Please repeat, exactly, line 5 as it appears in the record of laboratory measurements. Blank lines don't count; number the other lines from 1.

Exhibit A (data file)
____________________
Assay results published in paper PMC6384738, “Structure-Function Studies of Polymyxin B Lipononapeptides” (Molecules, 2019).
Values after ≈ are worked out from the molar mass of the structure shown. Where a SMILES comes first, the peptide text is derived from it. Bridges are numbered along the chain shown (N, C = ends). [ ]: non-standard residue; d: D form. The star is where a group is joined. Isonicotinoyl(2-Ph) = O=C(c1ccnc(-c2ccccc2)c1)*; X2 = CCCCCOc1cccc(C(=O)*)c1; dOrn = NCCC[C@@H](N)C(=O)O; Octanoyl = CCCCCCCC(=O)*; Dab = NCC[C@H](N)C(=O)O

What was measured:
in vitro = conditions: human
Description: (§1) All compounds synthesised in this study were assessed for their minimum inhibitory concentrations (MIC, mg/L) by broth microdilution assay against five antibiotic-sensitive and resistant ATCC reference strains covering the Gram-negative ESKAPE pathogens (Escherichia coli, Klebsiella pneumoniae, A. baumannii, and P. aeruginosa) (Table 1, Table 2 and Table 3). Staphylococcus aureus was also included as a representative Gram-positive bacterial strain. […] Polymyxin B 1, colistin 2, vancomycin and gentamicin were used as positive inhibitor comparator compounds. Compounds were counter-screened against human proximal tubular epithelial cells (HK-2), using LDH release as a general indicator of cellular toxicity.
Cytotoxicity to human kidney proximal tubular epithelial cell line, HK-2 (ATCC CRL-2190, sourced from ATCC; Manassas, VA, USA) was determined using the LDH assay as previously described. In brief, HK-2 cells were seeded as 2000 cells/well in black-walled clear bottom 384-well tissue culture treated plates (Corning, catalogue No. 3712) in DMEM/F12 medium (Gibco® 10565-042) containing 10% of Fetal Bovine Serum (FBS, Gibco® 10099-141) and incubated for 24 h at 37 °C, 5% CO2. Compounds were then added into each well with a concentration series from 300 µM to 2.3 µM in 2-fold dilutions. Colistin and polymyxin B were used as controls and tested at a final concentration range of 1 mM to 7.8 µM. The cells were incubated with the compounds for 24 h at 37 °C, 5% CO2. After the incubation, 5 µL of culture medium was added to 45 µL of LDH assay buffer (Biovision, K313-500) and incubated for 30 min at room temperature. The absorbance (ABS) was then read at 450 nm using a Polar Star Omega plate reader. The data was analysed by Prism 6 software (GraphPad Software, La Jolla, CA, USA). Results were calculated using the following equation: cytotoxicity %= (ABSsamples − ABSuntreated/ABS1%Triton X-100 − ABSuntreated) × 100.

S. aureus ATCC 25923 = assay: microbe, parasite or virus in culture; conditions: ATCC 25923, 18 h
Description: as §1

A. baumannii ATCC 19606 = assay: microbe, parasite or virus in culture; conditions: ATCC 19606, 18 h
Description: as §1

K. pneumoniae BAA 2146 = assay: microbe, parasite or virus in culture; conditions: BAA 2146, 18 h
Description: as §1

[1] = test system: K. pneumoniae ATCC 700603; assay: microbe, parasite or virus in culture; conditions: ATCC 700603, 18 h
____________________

Description: (§1) All compounds synthesised in this study were assessed for their minimum inhibitory concentrations (MIC, mg/L) by broth microdilution assay against five antibiotic-sensitive and resistant ATCC reference strains covering the Gram-negative ESKAPE pathogens (Escherichia coli, Klebsiella pneumoniae, A. baumannii, and P. aeruginosa) (Table 1, Table 2 and Table 3). Staphylococcus aureus was also included as a representative Gram-positive bacterial strain. […] Polymyxin B 1, colistin 2, vancomycin and gentamicin were used as positive inhibitor comparator compounds. Compounds were counter-screened against human proximal tubular epithelial cells (HK-2), using LDH release as a general indicator of cellular toxicity.